Copperwall Blog

About

What's been happening

I haven't posted in like half a year, and that's kind of sad, but shit's busy yo.

Summer

Over the summer me and a coworker helped add the first WYSIWYG text editor to ifixit.com. We used a tool called ProseMirror for the actual front end editor and used software that I wrote for my senior project to transform the JSON output from the editor into wikitext that is compatible with the legacy system that iFixit uses to represent rich text for guides, wikis, and forum posts. All comments on iFixit guides and wikis now use the new WYSIWYG editor. You can check it out for yourself on the iPhone X Teardown.

The final product may not be super impressive right now, but it was pretty groundbreaking as far as front end projects at iFixit go.

Here's some of the ground we broke:

  • One of the first projects to be managed by NPM instead of git submodules.
  • One of the first projects to make use of our new Webpack build system
  • One of the first projects that we wrote exclusively in ES2015.

We also uncovered and fixed some bugs in our comments framework and rewrote parts of the JSON to wikitext transformer to produce simpler wikitext for the back end to parse.

This deserves its own post, but I'll probably put that up under medium.com/ifixit-engineering.

September

I went to PAX West, which was super fun. It was the second time I've gone, so I knew a little more about which things I wanted to get done in the four days that we were there. It was also really great to see a bunch of band/engineering friends from college. It's kind of easy to forget to visit the Bay Area to see everyone's who's moved up there. I should really try and make a better effort to do that.

October

I wrote a cool medium post about debugging JS in both a browser and server environment using Chrome/Node DevTools. https://medium.com/chris-opperwall/using-chrome-devtools-to-debug-frontend-and-backend-javascript-ae4815065cb4

Knowing more about debugging tools has really made front end development bearable/maybe even fun at work and for other projects. I really recommend trying to use the debugging tools if you don't already.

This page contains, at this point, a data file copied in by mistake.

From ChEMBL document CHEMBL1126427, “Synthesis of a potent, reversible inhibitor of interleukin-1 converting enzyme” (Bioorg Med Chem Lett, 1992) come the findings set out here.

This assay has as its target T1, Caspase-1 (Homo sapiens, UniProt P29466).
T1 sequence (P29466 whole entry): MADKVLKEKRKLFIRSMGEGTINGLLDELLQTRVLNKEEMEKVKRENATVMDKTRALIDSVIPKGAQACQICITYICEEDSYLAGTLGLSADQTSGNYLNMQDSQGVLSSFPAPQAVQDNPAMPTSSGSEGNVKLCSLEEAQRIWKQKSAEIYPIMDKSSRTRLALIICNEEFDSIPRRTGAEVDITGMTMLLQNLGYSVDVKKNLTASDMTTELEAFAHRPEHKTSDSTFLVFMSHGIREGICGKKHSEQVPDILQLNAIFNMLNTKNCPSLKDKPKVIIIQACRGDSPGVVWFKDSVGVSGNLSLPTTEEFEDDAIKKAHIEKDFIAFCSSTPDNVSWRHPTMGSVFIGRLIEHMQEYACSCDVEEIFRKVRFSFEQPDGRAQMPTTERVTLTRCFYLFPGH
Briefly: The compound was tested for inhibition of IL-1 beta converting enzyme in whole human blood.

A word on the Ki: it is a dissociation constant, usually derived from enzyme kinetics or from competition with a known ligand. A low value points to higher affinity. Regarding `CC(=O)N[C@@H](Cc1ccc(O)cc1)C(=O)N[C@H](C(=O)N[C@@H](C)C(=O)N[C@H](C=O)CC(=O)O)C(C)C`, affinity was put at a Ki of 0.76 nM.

I also did a bunch of refactoring on Pulldasher to remove some legacy tooling. We got rid of Bower and moved to using NPM for browser and node modules. Instead of using RequireJS to fetch front end modules, we're using Webpack to bundle, transpile, and minify the browser JS. The best part about using Webpack is that we can easily include loaders for things like TypeScript and Babel, which means we can start using newer features from ES2015 and beyond, or start using TypeScript to have better type enforcement/definitions.

November

I helped finish up a project to change the way we store carts on iFixit. We went from storing cart data as a serialized object to storing its contents in a collection of relational tables. Looking back we were probably a little crazy to take that on so eagerly, but it was really nice to refactor that part of the site. Now that cart data is normalized it's much easier to query data for analytics or auxiliary purposes.

December

We're looking to try out a NoSQL solution at work for data that's more analytical than related to the main application. We're probably going to go with MongoDB, but that's something to look into a little more. More info about that will probably end up in a writeup at medium.com/ifixit-engineering.

Other than that I'll probably be in the Bay Area after Dec 22nd and through the new year, so if we haven't hung out in a while and you're in the area hit me up :D


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